Size matters, too. Apace, another unit dose blister pack manufacturer, says its packaging is effective for large and difficult to package meds. Apace is also serialization ready.
Omni-Packaging at Omnicell
Omnicell owns multiple product lines and subsidiaries in the medication packaging space.
Omnicell MTS offers heat seal and cold seal blister cards suitable for single dose packaging. MTS Unit Dose systems include low volume alternatives (AutoGen, Autobond, Gemini), or higher volume PrePack MTS-350 and OnDemand automation systems. The OnDemand AccuFlex solution is notable for software that provides flexible, patient-specific personalization of packaging. For patients with more complex multimedication regimens, MTS offers Omnicell's SureMed adherence blister cards to organize meds.
In 2015, Omnicell acquired Aesynt, whose PROmanager-Rx is a compact barcode-driven robotics system that can automate oral-solid unit doses.
Pouches and Canisters
Rx:Safe's newly introduced Rx:ASP 1000 uses a pouch printing method, which reduces consumables costs by automatically creating a pouch that exactly fits the contents without requiring machine reconfiguration. The company also manufactures the Rx:ASP 20, an entry level packaging solution for smaller operations.
The BD Rowa Dose system follows a modular design which makes it suitable for unit, multi and combined doses. Rowa Dose allows pharmacies to dispense from up to 700 canisters that are identified by RFID, but can also accommodate special shapes, such as for split medications when
configured to use a pouch packaging process.
For patients not comfortable with that approach, PillPack, a full service pharmacy based in the Northeast, attempts to improve medication adherence by sending patient prescriptions already organized in individual dose packs rather than individual pill bottles. The service is already available in 47 states.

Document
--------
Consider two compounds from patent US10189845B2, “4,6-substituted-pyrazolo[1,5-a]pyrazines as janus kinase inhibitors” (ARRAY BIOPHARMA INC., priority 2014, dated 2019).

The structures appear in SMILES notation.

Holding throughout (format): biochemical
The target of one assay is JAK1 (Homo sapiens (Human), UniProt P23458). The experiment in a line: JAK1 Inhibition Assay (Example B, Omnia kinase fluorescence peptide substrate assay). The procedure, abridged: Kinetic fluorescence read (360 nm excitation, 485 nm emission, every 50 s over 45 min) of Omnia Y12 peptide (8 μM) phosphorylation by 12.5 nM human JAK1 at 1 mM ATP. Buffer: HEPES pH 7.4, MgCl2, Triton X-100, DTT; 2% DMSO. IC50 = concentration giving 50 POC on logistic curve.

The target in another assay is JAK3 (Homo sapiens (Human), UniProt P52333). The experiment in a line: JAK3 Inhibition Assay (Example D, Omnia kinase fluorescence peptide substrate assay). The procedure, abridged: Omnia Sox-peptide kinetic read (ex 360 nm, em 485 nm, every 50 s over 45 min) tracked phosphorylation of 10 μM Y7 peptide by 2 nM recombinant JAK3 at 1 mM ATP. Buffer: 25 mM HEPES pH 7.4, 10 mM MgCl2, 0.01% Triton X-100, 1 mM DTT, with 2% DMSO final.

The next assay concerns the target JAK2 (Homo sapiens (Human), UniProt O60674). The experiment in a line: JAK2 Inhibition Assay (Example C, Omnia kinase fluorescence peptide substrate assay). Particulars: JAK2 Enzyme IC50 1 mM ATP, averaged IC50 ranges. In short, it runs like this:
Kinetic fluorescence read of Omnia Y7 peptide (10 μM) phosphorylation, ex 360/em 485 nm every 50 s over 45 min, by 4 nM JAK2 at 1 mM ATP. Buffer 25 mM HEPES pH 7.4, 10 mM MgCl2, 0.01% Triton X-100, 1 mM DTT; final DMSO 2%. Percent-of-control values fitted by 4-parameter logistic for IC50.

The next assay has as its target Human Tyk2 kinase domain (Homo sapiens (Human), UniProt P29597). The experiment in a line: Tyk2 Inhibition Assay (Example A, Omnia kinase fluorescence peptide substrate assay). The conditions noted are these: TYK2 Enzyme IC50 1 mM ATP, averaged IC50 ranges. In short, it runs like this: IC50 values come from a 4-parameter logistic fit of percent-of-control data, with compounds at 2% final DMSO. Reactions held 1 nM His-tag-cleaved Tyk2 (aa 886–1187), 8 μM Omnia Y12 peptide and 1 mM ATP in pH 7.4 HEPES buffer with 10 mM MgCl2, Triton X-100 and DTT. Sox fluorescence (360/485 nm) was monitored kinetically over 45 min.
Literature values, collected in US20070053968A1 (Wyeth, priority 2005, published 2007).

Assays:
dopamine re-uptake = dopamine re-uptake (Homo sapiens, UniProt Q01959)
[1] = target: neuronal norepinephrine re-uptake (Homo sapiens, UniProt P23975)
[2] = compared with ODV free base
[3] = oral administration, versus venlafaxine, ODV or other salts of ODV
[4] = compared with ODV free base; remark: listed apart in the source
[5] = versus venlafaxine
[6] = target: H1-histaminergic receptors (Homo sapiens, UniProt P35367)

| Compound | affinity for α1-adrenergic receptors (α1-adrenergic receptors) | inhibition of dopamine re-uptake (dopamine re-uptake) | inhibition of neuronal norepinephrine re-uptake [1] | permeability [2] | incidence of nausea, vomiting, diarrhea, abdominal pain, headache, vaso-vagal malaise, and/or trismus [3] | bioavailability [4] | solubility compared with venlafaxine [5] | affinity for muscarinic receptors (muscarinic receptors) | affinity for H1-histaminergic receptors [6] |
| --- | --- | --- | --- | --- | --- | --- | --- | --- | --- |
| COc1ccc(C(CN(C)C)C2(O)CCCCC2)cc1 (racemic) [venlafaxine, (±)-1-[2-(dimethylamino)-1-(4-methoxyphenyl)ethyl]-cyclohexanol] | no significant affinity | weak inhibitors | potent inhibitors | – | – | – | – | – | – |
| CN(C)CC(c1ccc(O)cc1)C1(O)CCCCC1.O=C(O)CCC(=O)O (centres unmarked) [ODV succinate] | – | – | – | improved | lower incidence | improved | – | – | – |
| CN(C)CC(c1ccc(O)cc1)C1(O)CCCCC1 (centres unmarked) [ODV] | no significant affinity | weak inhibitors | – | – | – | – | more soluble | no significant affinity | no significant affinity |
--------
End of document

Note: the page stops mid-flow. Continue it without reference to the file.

Unit Dose Strategy
Pharmacies which have not already done so should develop a unit dose packaging strategy, say Alison Kagel and Gary Reckart, who work in a 24/7 Florida pharmacy. That strategy must take into account pharmacy workflow, usually managed through bar codes, and shifts in packaging technology.
Manufacturers Have Responded.
Last year tech provider Innovation introduced the PharmASSIST CoBot, which the developer characterizes as "a unit dose system on steroids." It can be configured to fit into multiple workflows.
Medical Packaging, maker of Auto-Print Oral Solid and Fluidose Oral Liquid unit dose systems, also provides a label printer and Pak-EDGE UD bar code software to expedite workflow integration.
Organizations unprepared to venture into in-house packaging automation can utilize third party services, such as those offered by Safecor Health. Pharmacies should expect increased consumer awareness of packaging alternatives- some of it self-service: in addition to reaching out to
pharmacists and health systems, Dispill's own web portal invites "Medicine Takers" to contact the firm directly- a potential disruptor. Chudy Group (TCGRx)'s CEO Duane Chudy believes that printing a patient's image on packaging can be beneficial, suggesting that still more packaging personalization is yet to come.